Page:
In the midst of this struggle, there has been a song that has really ministered to me by Patty Griffin called “When It Don’t Come Easy.” Coming to terms with the loneliness in my heart is rough to say the least. Then, surrendering the desire to pursue this woman has been also very difficult. So, this song has been a good reminder that I’m not alone and that God is with me and for me. Being reminded of this has helped me to embrace more fully the reality that in many ways, this longing in my heart is for a love greater than just human love. It is a longing for divine Love.


Songs of Heaven

Music plays a big part in how my heart sings to the Lord in worship. I love to sing and dance for the Lord. I am always so amazed at the diversity of cultures and peoples in the world. Of course, all cultures and peoples need to be redeemed by the blood of the Lamb. But, I imagine heaven to be one huge celebration around the throne of God where the Lamb sits. God loves celebration. When I read Revelation 7:9, 10: “After this I looked and there before me was a great multitude that no one could count, from every nation, tribe, people and language, standing before the throne and in front of the Lamb. They were wearing white robes and were holding palm branches in their hands. And they cried out in a loud voice: ‘Salvation belongs to our God, who sits on the throne, and to the Lamb.'” What comes to mind is celebration. Celebration from every culture and language in reverence and worship to the Lamb of God.

I long to be fully united with all my brothers and sisters. When everything that separates and divides us will be forever removed and we will all worship God together as one. So, when I heard Richard Twiss say: “no one language could ever capture the fullness of who God is or no one music style could ever echo the sounds of heaven.” This stirred something inside of me. His words made the Holy Spirit leap within me with joy. I long to sing and dance before the throne of God where people from every nation and tribe will lead us in worship to God, our Creator, Savior and Redeemer. This song “Hina Na Ho” by Susan Aglukark I believe reflects a glimmer of this.  It also makes me happy to see all the children singing, dancing and celebrating their Native American and Inuit heritages. I believe in heaven people will know and love all cultures and languages as much as their own, where celebration becomes not about style, but solely about Jesus. The joy it must bring the Father when His redeemed children come together as one to sing, dance and celebrate in their many diversities around His throne as they praise Him for all of eternity. I can’t wait. Come Lord Jesus Come!


What does Jesus say is part of an ideal life?

Right from the get go, let me say that: the way Jesus views the world is very different than the way that an average person does. Everything that Jesus did was redemptive. When He walked the earth, He was more concerned about being about His Father’s business (Luke 2:49), making Him known (John 14:7, 10) and bringing Him glory (John 14:13), than anything else. Now, this meant of course moving in signs, wonders and miracles throughout His life on earth. Jesus always had an eternal view of the world. His encounters with people reveal this as He was constantly proclaiming truth and compassionately healing people and forgiving sins. I believe a major part of an ideal life is making an eternal impact in people’s lives by following Jesus’ exemplar life of redemption (John 14:12). Now we cannot die for sin, but we can do all we can to deny ourselves, in order to follow Jesus (Mark 8:34). What was Jesus’ mission? to preach the good news to the poor, to proclaim freedom for the prisoners and recovery of sight for the blind, to release the oppressed, and to proclaim the year of the Lord’s favor (Luke 4:18, 19). Jesus was a missionary. He came into this world to seek and save that which was lost (Luke 10:19), meaning people. So, when we think about the components of an ideal life, being on mission for Jesus is central.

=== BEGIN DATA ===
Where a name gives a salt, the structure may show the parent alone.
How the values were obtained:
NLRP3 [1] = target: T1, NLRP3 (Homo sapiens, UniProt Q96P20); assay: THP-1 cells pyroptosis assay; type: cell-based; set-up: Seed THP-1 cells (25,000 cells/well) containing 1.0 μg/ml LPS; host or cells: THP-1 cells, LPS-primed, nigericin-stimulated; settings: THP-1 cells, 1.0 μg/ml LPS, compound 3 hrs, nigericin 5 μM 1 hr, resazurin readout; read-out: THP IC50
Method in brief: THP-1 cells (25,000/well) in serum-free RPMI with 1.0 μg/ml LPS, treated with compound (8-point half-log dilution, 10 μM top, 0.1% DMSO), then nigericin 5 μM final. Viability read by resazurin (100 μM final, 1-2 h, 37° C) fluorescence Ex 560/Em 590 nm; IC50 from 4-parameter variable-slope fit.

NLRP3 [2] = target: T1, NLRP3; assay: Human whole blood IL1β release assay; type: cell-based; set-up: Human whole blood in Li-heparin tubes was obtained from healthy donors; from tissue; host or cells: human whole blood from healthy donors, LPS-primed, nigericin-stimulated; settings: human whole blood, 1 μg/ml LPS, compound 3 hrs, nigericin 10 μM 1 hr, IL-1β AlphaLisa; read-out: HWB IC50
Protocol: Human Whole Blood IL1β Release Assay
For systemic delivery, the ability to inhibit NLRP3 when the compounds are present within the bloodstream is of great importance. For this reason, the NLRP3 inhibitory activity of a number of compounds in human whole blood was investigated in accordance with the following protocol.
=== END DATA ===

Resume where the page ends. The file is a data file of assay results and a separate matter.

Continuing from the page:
Now being on mission for Jesus does not necessarily mean going off to some foreign land, though some people are called to overseas missions. Being on mission means impacting those around you, wherever you are with the light of the Gospel. It means looking at the world through a redemptive lens. The more this happens the more you will begin to see the world as Jesus sees it. When Jesus said that the harvest is plentiful, but the workers are few (Luke 10:2), He meant it. Jesus is constantly challenging me to press into His Word and Spirit, so that I will be able to more readily see the brokenness, lostness and depravity of this fallen world. It is when I am filled with God’s Word that I will be able to stand more steadfast for Jesus and not be tempted away into sin (John 8:31, 32). And the more filled with God’s Word I am, the better I will be able to discern and understand the voice of the Holy Spirit (John 16:12-15). It is when we are following the leading of Holy Spirit that we will begin to see more readily the underlying brokenness of people which will, only by God’s grace, move us towards compassion rather than pride and judgment.